• Machine-2-Machine Internet of Things Real World Internet 2011 Figure 18 - The Role of Policy in M2MDifferentiate Among DevicesAs policy control becomes more tightly integrated with the SDM infrastructure, the emergence of M2Mservices creates critical requirements for the third network area on which M2M services will have adirect impact-the PCRF. These requirements include the ability to distinguish these M2M devices fromdevices used by subscribers and, using M2M profile, application, location, network condition and time ofday, to differentiate among various device classes. Depending on the type of device in question and itsnetwork status, the policy server also must be able to offload traffic to different networks (see Figure18).Manage Relevant ResourcesIn addition, the PCRF must be able to manage and, in some cases, to guarantee bandwidth. Some M2Mapplications, for example, electricity metering, consume very little bandwidth, while others, such assurveillance cameras, need a great deal of guaranteed bandwidth to function properly. Clearly, anoperator does not want to provide the same levels of quality of service (QoS), uplink and downlinkbandwidth, latency, jitter, etc. to the two device types.Further, those required levels likely will vary even for one device, say, a wirelessly connected securitysystem in the home. The system’s periodic stay-alive and health checks will require a certain prioritylevel but not necessarily significant bandwidth. However, if the alarm system detects movement andtriggers the camera to function and send a recording feed to a central server, a different QoS levelbecomes necessary. In other words, based on an ongoing M2M communications session, the ability tochange policy rules, even for one device, is essential-not for the lifetime of the device but onlywhen circumstances dictate.It is the job of the PCRF to handle all these requirements. Located at the center of the policyarchitecture, the PCRF basically links the applications on top, the devices on one side and the subscriberand device data-residing in the subscription profile repository/ home subscriber server (SPR/HSS)-on theother side. Although it is the same policy architecture in current 3G and LTE networks, it must havesome M2M service-specific rules to be an efficient, effective solution.Performance Management and Network PlanningFinally, operators competing in the M2M marketplace need solutions that enable them to manage thenetwork’s performance, so they can comply with service level agreements (SLAs); detect andtroubleshoot problems; and plan/optimize the network. For operators, the M2M customer is not eachindividual device but an enterprise such as a utility or a fleet-management company. Such customersrequire different, more stringent SLAs specifying the level of network support and service the operator isto deliver-than operators provide to consumers. In the case of a utility, for example, an SLA mightspecify that a penalty will apply if for whatever reason an electricity meter is not able to submit itsreading at the end of the month.Or, a customer may request an SLA that guarantees the ability to refresh the firmware of thatcustomer’s devices a set number of times per hour, using over-the-air provisioning. Because such a28 Jack Brown | Telecommunications Professional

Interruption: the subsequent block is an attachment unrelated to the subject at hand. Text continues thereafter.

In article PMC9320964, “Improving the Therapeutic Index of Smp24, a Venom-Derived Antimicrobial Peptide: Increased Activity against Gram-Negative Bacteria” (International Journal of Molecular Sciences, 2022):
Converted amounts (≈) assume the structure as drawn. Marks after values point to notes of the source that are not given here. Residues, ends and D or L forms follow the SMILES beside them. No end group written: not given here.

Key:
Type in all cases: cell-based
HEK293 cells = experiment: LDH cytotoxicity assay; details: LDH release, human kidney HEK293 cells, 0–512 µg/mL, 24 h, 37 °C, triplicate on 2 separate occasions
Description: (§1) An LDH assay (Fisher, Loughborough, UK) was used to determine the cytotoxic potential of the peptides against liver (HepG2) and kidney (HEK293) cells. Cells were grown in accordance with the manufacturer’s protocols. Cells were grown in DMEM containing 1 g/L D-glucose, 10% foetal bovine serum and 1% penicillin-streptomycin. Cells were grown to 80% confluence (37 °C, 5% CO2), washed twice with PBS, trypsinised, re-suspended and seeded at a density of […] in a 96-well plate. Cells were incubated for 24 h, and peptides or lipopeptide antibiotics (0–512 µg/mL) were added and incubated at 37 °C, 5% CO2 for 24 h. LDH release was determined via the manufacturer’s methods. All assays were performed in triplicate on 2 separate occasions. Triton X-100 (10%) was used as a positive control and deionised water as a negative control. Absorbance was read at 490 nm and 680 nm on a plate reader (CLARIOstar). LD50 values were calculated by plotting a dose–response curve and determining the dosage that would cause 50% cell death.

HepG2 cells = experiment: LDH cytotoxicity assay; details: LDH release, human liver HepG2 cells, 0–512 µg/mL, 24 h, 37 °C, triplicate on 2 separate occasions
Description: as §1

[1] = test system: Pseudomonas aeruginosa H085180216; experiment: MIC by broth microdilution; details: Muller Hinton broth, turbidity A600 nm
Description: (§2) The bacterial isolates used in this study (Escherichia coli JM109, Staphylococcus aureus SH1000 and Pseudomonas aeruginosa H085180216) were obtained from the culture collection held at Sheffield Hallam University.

• Machine-2-Machine Internet of Things Real World Internet 2011capability will be critical for such M2M customers, operators must be able to track the relevantinformation to comply with these SLAs.Because ARPU in M2M services likely will be much lower than for consumer services, the PCRF isessential for network planning and optimization as well. For example an operator can obtain statisticson PDP context activations within a certain period of time for an M2M service, compare those with thenumber of PDP context activations in that same time period for a consumer service and then optimizeM2M-related network resources accordingly.Since many M2M services are new, it can be difficult for operators to determine the cost and expectedrevenues, for example, of adding 20 million meters and to determine the impact on the network ofadding those meters. The answer to both questions will vary from operator to operator. Consequently,the ability to obtain accurate statistics related to M2M services is an operator’s first step in determiningwhether it makes sense to sign that 20-million-device contract, and how much it is going to cost in newradio bandwidth and other network resources.29 Jack Brown | Telecommunications Professional